Background: The study is intended to fill the knowledge gap about the neuropsychology and neuromotor developmental outcomes, and identify the perinatal risk factors for late preterm infants (LPIs 34~36 weeks GA) born with uncomplicated vaginal birth at the age of 24 to 30 months.
Methods: The parents/guardians of 102 late preterm infants and 153 term infants, from 14 community health centers participated in this study. The Modified Checklist for Autism in Toddlers (M-CHAT) questionnaire, the Chinese version of Gesell Development Diagnosis Scale (GDDS), and the Sensory Integration Schedule (SIS), a neurological examination for motor disorders (MD) were carried out. Infants screening positive to the M-CHAT were referred to specialist autism clinics.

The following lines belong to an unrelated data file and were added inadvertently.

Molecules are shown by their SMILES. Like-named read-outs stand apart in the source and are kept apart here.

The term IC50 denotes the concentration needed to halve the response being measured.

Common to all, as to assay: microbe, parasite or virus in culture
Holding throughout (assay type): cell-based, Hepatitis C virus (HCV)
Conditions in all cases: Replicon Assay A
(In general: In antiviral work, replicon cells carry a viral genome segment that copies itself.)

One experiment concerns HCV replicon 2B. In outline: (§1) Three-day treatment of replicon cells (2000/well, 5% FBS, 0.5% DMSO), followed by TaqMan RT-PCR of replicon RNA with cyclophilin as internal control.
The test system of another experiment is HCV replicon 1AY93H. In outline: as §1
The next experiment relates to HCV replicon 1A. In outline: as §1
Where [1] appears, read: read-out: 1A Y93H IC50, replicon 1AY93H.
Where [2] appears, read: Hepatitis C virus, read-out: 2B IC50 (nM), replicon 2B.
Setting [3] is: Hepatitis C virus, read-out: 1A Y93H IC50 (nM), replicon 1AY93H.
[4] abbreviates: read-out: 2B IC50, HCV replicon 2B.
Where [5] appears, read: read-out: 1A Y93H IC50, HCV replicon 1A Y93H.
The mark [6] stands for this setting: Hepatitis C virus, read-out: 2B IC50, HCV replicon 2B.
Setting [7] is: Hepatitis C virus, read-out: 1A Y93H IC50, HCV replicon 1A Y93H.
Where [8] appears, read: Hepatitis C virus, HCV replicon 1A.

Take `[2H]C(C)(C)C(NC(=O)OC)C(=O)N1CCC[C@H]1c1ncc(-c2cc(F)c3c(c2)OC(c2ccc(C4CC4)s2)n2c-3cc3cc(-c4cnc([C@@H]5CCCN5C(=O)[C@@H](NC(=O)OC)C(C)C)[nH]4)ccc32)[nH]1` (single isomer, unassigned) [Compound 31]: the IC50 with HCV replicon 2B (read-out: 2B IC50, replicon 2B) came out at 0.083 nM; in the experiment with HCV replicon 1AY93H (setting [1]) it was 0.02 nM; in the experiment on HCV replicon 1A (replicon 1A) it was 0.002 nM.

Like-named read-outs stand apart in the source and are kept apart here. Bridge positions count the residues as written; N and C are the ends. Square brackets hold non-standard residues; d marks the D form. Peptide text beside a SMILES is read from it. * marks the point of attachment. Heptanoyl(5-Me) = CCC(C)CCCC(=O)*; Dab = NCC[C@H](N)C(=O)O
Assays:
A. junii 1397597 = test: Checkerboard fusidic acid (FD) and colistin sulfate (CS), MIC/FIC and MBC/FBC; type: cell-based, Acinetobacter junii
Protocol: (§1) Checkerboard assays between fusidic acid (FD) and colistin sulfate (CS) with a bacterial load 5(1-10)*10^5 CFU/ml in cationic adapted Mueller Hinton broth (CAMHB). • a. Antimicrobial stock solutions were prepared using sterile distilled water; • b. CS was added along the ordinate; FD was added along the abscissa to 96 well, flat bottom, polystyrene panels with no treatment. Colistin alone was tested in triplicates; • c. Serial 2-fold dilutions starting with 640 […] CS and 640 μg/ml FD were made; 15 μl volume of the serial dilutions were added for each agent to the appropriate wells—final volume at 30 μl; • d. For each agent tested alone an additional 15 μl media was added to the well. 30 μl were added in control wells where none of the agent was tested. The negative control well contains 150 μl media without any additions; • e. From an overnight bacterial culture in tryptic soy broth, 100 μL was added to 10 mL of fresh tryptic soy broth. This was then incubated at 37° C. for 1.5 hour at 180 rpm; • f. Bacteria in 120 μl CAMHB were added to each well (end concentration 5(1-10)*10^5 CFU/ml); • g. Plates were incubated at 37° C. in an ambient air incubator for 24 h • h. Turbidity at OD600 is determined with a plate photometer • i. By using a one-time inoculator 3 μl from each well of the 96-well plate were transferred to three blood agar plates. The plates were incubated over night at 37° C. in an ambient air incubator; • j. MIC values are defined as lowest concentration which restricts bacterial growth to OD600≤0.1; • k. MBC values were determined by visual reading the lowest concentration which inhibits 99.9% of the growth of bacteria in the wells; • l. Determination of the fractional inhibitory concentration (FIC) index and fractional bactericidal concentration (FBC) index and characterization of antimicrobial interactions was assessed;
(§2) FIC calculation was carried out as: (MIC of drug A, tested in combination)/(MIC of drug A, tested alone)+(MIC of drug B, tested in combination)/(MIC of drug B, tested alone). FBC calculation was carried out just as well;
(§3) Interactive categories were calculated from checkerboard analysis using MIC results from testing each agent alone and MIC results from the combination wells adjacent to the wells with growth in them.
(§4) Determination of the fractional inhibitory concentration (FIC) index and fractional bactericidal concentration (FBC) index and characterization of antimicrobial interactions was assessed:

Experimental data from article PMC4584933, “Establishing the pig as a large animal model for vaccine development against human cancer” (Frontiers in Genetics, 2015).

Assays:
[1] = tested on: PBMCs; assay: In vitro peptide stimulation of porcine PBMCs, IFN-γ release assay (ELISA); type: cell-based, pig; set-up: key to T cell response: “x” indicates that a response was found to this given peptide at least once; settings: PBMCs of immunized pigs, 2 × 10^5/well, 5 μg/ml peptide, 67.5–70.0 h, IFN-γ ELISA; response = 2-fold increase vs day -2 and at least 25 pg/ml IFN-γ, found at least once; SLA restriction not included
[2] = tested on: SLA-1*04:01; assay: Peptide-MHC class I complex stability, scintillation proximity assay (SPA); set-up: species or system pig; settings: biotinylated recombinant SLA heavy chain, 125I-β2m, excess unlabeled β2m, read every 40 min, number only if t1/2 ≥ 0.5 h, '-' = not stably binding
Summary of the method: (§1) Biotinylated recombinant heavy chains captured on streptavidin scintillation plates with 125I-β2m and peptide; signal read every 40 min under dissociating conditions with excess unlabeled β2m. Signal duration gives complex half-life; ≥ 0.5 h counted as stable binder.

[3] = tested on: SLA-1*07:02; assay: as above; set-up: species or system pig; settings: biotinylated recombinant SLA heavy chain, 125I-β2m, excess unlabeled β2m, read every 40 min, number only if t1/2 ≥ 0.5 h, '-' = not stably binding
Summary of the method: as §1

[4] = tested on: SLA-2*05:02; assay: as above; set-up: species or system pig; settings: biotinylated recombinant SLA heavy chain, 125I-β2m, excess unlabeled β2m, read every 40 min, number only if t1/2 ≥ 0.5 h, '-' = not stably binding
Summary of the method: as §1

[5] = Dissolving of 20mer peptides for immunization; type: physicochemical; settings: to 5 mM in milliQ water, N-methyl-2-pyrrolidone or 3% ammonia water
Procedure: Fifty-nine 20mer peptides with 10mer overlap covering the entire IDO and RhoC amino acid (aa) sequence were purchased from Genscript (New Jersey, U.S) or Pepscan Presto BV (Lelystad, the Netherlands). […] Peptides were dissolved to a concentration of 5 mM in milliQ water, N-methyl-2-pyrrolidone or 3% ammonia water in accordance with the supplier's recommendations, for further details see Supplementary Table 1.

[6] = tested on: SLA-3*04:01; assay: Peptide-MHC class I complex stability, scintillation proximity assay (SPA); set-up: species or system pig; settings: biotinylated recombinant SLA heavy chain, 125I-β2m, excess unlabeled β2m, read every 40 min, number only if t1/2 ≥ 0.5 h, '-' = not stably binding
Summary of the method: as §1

Results: Forty-six LPIs (45.1%) scored low in GDDS. Nine LPIs (8.8%) scored positive on M-Chat. 8.8% of LPIs (9 out of 102) were diagnosed MD (p < 0.05). Compared with their full-term peers, LPIs had statistically lower scores in GDDS and the Child Sensory Integration Checklist. LPIs who had positive results on M-CHAT showed unbalanced abilities in every part of GDDS. Risk factors of twin pregnancies, pregnancy induced hypertension and premature rupture of membranes had negative correlation with GDDS (all p < 0.05). Birth weight and gestational age were positively correlated with GDDS.
Conclusions: LPIs shall be given special attention as compared to normal deliveries, as they are at increased risk of neurodevelopment impairment, despite being born with no major problems. Some perinatal factors such as twin pregnancies, and pregnancy induced hypertension etc. have negative effects on their neurodevelopment. Regular neurodevelopmental follow- up and early intervention can benefit their long term outcomes.
Keywords: Autism spectrum disorders; Late preterm infants; Motor disorders.